Skytrain will make lifts 'more accessible' to disabled
- 13 Mar 2018 at 18:03
- WRITER: ONLINE REPORTERS
Rights activist Manit Inthapapim explains Sunday's incident, in which he punched and broke the glass access door to an elevator at Asoke BTS station. (Photo by Pawat Laopaisarntaksin)
The Bangkok Mass Transit System, operator of the skytrain, on Tuesday promised to make facilities for the disabled more accessible following Sunday’s rage attack on a locked glass elevator door at Asoke BTS station by a wheelchair-bound rights activist.
Anat Arbhabirama, chairman of BTSC advisory board, said the disabled man, Mr Manit Intharapim, had refused to sign a form to use an elevator at Asoke BTS station, which was a required normal procedure.
The angry passenger then punched and broke the glass elevator door to the lift. The incident happened around 8.15pm on Sunday.
Mr Manit, the 50-year-old director of the "Accessibility Is Freedom'' equal rights organisation, admitted on Monday that he lost his temper and broke the glass door in front of an elevator on the second floor of Asoke station.
He said he was asked to sign a form confirming he was disabled, so he could use the services at the station for free.
He had refused to sign and went to purchase a one-way ticket, but he was still denied access to the lift. The door remained locked to him.
Mr Anat said the firm regretted the incident, and it had not ignored the problem. The company would make access easier for people with physical disabilities, and take their safety into greater consideration. He added that BTS had not taken any action against Mr Manit over the incident.
He said there were two types of elevators at BTS stations. The first were for disabled passengers, were installed at Mor Chit, Chong Nonsi, Asoke and On Nut stations and had been in use since 1999, the same year the skytrain began running.
However, there was a requirement regarding their use that had been agreed to by the Bangkok Metropolitan Administration, BTS and the Association of the Physically Handicapped of Thailand - that the lifts would be locked. When a disabled passenger wanted to use an elevator, they must press a button to call a staff member, who would ask them to sign a form for use of the facility. The staff member would then take the disabled passenger to the platform, he said.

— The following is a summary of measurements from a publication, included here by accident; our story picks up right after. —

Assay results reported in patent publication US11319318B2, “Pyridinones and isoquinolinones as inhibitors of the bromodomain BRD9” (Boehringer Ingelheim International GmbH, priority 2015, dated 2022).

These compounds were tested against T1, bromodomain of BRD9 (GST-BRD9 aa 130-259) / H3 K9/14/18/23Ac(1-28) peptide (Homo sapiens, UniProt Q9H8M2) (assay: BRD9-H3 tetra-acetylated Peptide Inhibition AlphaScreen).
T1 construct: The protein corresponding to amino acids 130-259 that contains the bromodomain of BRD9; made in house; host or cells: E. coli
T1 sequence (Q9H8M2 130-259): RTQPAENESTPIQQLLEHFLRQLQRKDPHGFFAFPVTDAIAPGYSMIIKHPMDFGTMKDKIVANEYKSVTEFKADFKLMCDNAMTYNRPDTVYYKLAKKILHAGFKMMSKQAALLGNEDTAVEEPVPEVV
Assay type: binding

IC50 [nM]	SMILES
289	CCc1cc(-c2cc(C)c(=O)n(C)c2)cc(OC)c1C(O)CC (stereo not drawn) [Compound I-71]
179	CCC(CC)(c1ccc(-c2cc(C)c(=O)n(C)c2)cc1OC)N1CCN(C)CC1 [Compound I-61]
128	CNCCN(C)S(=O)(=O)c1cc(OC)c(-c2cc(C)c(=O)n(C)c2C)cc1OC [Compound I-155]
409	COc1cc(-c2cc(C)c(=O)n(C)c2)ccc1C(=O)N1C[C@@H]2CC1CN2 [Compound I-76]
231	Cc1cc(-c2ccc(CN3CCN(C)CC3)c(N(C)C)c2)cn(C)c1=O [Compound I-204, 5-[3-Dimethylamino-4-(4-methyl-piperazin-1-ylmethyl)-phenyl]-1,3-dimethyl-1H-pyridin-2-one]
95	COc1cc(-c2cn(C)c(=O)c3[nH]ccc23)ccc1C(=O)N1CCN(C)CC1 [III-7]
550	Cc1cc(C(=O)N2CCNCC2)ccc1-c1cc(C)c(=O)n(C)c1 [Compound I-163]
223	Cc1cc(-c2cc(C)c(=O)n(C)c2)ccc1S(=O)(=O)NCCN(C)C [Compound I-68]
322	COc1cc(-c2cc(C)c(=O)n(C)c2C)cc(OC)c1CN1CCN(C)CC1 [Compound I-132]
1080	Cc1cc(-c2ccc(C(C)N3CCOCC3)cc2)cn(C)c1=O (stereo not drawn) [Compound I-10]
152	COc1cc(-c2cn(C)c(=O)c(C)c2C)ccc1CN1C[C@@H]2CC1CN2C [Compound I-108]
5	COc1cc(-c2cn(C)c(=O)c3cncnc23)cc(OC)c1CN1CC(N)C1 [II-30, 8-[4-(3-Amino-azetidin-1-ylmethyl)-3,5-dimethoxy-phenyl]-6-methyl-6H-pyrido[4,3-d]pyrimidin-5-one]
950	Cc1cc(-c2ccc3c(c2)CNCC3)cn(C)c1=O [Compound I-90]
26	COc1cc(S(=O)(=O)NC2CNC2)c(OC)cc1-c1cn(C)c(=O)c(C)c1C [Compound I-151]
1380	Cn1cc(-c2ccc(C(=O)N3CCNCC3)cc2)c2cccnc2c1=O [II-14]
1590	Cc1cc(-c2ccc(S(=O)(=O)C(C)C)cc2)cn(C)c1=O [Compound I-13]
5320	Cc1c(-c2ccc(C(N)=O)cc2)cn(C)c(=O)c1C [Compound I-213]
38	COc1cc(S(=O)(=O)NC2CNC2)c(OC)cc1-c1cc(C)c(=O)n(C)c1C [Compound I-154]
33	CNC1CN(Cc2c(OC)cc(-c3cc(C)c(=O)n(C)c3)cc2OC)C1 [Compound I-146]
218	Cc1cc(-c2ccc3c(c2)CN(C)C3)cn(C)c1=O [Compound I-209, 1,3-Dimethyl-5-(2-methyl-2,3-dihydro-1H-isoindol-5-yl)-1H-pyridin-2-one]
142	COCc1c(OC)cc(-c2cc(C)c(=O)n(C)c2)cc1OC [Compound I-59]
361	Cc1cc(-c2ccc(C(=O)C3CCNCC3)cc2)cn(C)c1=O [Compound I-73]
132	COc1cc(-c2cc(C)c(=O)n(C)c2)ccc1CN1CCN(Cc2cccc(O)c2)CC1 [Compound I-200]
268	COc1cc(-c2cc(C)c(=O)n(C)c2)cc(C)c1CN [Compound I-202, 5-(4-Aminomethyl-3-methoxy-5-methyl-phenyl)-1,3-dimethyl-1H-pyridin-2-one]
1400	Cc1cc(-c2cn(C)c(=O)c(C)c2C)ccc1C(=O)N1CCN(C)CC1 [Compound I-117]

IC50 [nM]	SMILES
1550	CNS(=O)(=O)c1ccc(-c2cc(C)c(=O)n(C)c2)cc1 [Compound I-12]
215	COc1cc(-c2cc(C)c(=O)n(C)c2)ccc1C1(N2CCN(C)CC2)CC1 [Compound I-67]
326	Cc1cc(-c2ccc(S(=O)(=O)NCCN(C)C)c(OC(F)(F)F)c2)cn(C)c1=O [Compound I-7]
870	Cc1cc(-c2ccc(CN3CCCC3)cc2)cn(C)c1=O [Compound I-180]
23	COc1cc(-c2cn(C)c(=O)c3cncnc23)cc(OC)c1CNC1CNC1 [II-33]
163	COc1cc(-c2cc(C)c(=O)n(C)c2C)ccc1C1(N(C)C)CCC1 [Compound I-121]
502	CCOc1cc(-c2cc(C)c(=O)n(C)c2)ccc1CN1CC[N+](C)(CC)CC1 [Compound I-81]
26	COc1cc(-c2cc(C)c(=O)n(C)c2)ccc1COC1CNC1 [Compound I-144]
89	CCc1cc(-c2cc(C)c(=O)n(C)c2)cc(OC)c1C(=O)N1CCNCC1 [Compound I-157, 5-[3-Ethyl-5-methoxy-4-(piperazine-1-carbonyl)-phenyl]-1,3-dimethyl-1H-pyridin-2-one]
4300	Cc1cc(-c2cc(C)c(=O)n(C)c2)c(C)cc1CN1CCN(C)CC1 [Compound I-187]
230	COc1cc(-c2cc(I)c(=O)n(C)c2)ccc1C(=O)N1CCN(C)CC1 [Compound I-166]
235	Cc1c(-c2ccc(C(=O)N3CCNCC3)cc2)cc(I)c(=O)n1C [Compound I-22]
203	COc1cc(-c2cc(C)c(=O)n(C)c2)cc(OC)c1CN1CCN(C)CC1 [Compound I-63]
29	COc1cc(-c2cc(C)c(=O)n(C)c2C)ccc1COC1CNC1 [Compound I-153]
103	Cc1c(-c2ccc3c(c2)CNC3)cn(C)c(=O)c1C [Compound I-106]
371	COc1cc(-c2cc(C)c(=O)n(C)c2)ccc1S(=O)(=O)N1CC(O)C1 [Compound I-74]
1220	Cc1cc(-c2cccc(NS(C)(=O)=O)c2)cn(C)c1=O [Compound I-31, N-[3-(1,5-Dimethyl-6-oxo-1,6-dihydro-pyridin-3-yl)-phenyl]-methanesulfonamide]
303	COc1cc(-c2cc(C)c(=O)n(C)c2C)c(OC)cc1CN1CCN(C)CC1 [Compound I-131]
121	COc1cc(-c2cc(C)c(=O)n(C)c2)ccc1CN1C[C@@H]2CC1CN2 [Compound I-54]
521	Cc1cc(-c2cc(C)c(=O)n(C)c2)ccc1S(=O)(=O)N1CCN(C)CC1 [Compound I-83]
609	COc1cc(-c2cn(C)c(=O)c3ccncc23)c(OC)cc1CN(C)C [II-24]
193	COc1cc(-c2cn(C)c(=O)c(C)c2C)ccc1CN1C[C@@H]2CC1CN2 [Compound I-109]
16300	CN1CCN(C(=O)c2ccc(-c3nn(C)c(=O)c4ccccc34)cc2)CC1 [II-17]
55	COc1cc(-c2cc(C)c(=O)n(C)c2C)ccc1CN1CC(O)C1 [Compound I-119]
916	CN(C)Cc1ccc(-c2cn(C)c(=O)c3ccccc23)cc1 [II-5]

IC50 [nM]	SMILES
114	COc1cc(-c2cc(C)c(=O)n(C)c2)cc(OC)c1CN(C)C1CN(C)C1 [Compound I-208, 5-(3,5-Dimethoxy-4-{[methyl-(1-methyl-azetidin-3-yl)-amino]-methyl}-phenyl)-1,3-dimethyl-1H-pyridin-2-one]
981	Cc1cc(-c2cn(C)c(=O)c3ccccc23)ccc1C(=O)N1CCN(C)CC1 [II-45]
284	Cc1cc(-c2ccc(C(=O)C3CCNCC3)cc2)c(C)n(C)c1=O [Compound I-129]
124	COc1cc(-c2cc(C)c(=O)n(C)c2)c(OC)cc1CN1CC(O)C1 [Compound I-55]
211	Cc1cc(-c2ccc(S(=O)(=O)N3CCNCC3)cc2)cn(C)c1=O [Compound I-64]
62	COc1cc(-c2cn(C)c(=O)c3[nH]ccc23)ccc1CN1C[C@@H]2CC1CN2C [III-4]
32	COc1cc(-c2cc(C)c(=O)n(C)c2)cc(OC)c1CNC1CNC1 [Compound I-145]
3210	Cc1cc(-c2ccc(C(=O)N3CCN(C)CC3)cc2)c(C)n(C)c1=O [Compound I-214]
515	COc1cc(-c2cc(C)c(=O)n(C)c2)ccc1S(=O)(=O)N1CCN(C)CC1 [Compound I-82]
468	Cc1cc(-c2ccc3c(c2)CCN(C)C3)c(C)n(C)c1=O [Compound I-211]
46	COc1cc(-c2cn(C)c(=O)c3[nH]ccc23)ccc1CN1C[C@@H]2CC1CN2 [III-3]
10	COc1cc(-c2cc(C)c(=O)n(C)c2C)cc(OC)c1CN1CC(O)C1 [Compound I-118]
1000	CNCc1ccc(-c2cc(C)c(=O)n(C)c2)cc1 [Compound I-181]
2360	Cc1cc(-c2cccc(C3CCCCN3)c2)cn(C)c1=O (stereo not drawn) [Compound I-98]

The second kind were installed only at some some stations and were for all passengers. There were two of these - a lift to take passengers from road level to the ticket-sales floor, which was outside the platform entry styles, and a second inside the ticket-only zone to take passengers to the platform.
Passengers were not required to press a button, but a disabled passenger using it was still required to sign a form to use the services of a staff member, Mr Anat said.
He said about 2,800 people with disabilities used BTS trains each day, of whom 20 were wheelchair-bound.
Over the years, BTS had installed equipment to assist disabled passengers, such as the connected walkway from Siam station to Ratchaprasong station, a stair lift for the disabled at National Stadium station, and wheelchair safety belts on trains.
Mr Anat said the firm was ready to hold talks and listen to problems and recommendations from all people. He asked them to express their needs in a constructive manner, which would ensure users a participating role in making travel safe, convenient and fast for everyone, he said.